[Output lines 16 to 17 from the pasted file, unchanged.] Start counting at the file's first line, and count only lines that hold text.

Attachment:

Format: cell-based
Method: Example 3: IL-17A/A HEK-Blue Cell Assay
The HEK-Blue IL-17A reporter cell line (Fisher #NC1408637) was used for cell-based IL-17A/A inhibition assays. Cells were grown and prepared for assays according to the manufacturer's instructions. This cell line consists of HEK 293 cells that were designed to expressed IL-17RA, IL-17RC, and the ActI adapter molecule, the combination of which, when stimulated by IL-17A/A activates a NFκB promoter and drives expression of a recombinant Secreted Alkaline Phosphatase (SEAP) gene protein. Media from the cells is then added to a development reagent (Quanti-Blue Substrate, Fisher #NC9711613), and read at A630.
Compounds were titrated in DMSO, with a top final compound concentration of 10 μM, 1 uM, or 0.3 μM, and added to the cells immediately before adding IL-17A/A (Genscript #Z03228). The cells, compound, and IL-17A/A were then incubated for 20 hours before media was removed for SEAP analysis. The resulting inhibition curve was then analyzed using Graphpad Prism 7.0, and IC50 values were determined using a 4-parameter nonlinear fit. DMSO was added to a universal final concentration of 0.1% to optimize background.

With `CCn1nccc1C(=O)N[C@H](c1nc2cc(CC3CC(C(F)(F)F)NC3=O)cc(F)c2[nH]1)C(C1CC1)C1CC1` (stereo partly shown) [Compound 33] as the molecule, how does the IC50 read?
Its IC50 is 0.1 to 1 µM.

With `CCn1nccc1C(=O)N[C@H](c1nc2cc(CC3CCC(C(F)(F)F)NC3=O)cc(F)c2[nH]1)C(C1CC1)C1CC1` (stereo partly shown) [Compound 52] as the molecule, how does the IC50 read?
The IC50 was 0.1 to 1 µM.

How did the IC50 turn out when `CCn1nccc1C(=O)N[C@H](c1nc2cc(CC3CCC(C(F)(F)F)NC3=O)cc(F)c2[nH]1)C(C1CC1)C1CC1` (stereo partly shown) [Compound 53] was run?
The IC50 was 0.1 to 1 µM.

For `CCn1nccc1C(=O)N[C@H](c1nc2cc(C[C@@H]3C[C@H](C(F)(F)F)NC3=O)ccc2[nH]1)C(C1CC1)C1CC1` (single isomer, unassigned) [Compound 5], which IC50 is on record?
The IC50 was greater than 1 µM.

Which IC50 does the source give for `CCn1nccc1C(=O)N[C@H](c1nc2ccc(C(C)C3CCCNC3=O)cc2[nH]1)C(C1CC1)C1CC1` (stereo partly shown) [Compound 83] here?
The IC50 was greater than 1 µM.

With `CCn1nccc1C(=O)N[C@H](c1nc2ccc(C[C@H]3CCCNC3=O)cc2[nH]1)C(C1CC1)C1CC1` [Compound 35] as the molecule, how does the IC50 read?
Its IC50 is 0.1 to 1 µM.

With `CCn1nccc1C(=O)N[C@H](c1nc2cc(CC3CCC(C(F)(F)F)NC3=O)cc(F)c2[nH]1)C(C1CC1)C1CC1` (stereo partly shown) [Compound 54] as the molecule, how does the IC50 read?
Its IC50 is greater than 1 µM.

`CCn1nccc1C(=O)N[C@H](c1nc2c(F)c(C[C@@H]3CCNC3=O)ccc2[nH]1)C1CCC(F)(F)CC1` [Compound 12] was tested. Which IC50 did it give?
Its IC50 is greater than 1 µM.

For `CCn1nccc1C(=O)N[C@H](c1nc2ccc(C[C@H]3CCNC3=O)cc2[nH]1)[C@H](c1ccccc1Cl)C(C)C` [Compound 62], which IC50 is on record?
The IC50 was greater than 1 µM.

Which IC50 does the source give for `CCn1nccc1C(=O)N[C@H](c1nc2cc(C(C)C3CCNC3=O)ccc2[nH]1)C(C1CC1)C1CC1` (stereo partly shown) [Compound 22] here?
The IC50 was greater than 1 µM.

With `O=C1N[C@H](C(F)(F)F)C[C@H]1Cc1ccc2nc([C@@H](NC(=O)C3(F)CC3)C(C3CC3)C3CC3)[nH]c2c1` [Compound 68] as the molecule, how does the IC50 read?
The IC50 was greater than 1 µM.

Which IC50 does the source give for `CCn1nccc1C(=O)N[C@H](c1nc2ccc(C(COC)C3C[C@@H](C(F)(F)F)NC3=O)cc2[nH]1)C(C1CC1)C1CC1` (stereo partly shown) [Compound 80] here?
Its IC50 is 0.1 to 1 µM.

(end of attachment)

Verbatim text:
Its IC50 is 0.1 to 1 µM.

With `CCn1nccc1C(=O)N[C@H](c1nc2cc(CC3CCC(C(F)(F)F)NC3=O)cc(F)c2[nH]1)C(C1CC1)C1CC1` (stereo partly shown) [Compound 54] as the molecule, how does the IC50 read?